For interviews with Dr. Mukamal, please contact Bonnie Prescott at the Beth Israel Deaconess Medical Center, 617-667-7306. For interviews with Dr. Li, please call the NIAAA press office at 301-443-3860. For interviews with NHLBI scientists, please call the NHLBI communications office at 301-496-4236.

The paper, "Roles of Drinking Pattern and Type of Alcohol Consumed in Coronary Heart Disease in Men," appears in the January 9, 2003 issue of The New England Journal of Medicine 348(2):109-118. An accompanying editorial appears on pages 163-164.

The Dietary Guidelines for Americans, issued jointly by the U.S. Department of Agriculture and the U.S. Department of Health and Human Services, defines moderate drinking for men as no more than 2 drinks per day. The Guidelines can be viewed on-line at the website www.nutrition.gov.

The National Institutes of Health (NIH) is the Federal Government’s primary agency for biomedical and behavioral research. NIH is a component of the U.S. Department of Health and Human Services.


Ann Bradley | EurekAlert!
Further information:
http://www.niaaa.nih.gov/

More articles from Health and Medicine:

nachricht New High-Performance Center Translational Medical Engineering
26.04.2017 | Fraunhofer ITEM

nachricht A promising target for kidney fibrosis
21.04.2017 | Brigham and Women's Hospital

All articles from Health and Medicine >>>

The most recent press releases about innovation >>>

Die letzten 5 Focus-News des innovations-reports im Überblick:

Im Focus: Making lightweight construction suitable for series production

More and more automobile companies are focusing on body parts made of carbon fiber reinforced plastics (CFRP). However, manufacturing and repair costs must be further reduced in order to make CFRP more economical in use. Together with the Volkswagen AG and five other partners in the project HolQueSt 3D, the Laser Zentrum Hannover e.V. (LZH) has developed laser processes for the automatic trimming, drilling and repair of three-dimensional components.

Automated manufacturing processes are the basis for ultimately establishing the series production of CFRP components. In the project HolQueSt 3D, the LZH has...

Im Focus: Wonder material? Novel nanotube structure strengthens thin films for flexible electronics

Reflecting the structure of composites found in nature and the ancient world, researchers at the University of Illinois at Urbana-Champaign have synthesized thin carbon nanotube (CNT) textiles that exhibit both high electrical conductivity and a level of toughness that is about fifty times higher than copper films, currently used in electronics.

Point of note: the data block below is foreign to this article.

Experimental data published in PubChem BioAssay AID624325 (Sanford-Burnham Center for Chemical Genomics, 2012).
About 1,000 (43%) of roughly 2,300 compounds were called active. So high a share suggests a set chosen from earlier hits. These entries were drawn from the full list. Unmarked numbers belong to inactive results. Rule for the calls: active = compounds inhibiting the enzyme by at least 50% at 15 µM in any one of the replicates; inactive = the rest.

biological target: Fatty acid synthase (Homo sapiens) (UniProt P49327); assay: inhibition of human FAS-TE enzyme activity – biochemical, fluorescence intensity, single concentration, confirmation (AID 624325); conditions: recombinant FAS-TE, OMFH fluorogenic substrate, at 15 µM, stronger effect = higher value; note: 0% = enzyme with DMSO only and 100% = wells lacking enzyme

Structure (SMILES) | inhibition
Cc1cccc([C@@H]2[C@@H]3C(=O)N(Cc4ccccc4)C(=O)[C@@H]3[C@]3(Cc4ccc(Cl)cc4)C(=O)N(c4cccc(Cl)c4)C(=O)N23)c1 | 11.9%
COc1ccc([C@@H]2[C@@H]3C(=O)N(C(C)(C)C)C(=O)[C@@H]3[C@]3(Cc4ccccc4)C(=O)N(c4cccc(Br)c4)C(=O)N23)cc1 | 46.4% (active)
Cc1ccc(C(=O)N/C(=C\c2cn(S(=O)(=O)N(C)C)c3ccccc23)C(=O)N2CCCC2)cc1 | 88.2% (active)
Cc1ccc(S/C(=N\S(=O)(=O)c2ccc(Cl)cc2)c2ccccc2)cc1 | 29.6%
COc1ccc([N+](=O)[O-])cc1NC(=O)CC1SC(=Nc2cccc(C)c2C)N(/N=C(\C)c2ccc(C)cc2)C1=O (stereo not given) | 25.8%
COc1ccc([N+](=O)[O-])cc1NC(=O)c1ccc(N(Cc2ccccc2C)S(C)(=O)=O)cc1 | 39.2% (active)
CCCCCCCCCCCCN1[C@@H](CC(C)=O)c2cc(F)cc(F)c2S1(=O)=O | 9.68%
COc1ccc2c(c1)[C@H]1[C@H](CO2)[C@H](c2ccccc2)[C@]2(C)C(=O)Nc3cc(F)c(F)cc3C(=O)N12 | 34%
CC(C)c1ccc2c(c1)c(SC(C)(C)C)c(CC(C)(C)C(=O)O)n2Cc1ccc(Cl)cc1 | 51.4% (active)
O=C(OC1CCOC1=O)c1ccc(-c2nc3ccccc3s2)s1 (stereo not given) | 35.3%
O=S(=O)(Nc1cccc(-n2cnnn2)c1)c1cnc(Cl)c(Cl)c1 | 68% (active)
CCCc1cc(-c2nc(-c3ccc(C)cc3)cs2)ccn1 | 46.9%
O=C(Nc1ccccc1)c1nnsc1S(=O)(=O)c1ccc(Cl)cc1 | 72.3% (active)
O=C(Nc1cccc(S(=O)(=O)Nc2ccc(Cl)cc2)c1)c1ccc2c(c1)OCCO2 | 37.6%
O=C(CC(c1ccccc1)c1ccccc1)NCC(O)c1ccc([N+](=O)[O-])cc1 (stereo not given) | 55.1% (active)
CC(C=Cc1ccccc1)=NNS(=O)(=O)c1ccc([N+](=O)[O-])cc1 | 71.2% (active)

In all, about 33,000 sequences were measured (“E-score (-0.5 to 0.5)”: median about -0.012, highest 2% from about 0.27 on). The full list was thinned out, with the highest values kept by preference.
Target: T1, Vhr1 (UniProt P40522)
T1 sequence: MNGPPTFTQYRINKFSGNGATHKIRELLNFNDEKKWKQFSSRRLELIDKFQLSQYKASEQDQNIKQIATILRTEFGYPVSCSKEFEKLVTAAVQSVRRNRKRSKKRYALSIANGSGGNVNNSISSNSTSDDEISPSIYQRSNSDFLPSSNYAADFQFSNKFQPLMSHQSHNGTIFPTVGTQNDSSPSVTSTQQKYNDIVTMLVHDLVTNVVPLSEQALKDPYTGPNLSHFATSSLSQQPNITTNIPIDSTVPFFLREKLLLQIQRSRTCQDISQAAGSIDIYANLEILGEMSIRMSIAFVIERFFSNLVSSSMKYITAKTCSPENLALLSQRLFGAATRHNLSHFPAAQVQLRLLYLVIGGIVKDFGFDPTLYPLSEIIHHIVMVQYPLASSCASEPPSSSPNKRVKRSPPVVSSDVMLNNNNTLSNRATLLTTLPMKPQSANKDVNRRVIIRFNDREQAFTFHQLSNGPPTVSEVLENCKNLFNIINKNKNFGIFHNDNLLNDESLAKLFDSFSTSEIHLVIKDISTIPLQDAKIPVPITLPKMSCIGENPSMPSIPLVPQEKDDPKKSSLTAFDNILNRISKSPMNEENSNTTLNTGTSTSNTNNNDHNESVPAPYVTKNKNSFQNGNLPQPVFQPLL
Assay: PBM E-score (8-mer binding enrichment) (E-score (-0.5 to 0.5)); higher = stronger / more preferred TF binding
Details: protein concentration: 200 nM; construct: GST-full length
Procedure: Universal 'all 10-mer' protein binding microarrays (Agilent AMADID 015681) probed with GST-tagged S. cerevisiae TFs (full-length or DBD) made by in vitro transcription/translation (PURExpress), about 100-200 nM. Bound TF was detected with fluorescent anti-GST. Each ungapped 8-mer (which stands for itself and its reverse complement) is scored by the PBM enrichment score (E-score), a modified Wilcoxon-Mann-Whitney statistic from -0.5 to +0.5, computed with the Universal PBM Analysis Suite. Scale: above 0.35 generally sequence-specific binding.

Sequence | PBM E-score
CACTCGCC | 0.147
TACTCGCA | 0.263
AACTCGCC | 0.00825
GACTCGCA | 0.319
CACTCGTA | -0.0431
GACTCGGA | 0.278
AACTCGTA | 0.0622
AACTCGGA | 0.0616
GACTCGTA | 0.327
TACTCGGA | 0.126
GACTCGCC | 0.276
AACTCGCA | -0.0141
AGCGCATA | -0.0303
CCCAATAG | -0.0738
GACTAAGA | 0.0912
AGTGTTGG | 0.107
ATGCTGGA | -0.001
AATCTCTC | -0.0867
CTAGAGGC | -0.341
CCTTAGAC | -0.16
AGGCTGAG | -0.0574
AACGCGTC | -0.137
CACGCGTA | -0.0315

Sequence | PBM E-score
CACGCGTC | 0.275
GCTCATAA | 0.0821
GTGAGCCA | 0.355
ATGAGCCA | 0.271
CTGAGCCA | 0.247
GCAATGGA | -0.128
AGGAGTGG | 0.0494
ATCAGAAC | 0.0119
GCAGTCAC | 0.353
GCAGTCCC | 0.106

"The structural robustness of thin metal films has significant importance for the reliable operation of smart skin and flexible electronics including...

Im Focus: Deep inside Galaxy M87

The nearby, giant radio galaxy M87 hosts a supermassive black hole (BH) and is well-known for its bright jet dominating the spectrum over ten orders of magnitude in frequency. Due to its proximity, jet prominence, and the large black hole mass, M87 is the best laboratory for investigating the formation, acceleration, and collimation of relativistic jets. A research team led by Silke Britzen from the Max Planck Institute for Radio Astronomy in Bonn, Germany, has found strong indication for turbulent processes connecting the accretion disk and the jet of that galaxy providing insights into the longstanding problem of the origin of astrophysical jets.

Supermassive black holes form some of the most enigmatic phenomena in astrophysics. Their enormous energy output is supposed to be generated by the...

Im Focus: A Quantum Low Pass for Photons

Physicists in Garching observe novel quantum effect that limits the number of emitted photons.

The probability to find a certain number of photons inside a laser pulse usually corresponds to a classical distribution of independent events, the so-called...

Im Focus: Microprocessors based on a layer of just three atoms

Microprocessors based on atomically thin materials hold the promise of the evolution of traditional processors as well as new applications in the field of flexible electronics. Now, a TU Wien research team led by Thomas Müller has made a breakthrough in this field as part of an ongoing research project.

Two-dimensional materials, or 2D materials for short, are extremely versatile, although – or often more precisely because – they are made up of just one or a...

All Focus news of the innovation-report >>>

Anzeige

Anzeige

Event News

Expert meeting “Health Business Connect” will connect international medical technology companies

20.04.2017 | Event News

Wenn der Computer das Gehirn austrickst

18.04.2017 | Event News

7th International Conference on Crystalline Silicon Photovoltaics in Freiburg on April 3-5, 2017

03.04.2017 | Event News

 
Latest News

Scientist invents way to trigger artificial photosynthesis to clean air

26.04.2017 | Materials Sciences

Ammonium nitrogen input increases the synthesis of anticarcinogenic compounds in broccoli

26.04.2017 | Agricultural and Forestry Science

SwRI-led team discovers lull in Mars' giant impact history

26.04.2017 | Physics and Astronomy

VideoLinks
B2B-VideoLinks
More VideoLinks >>>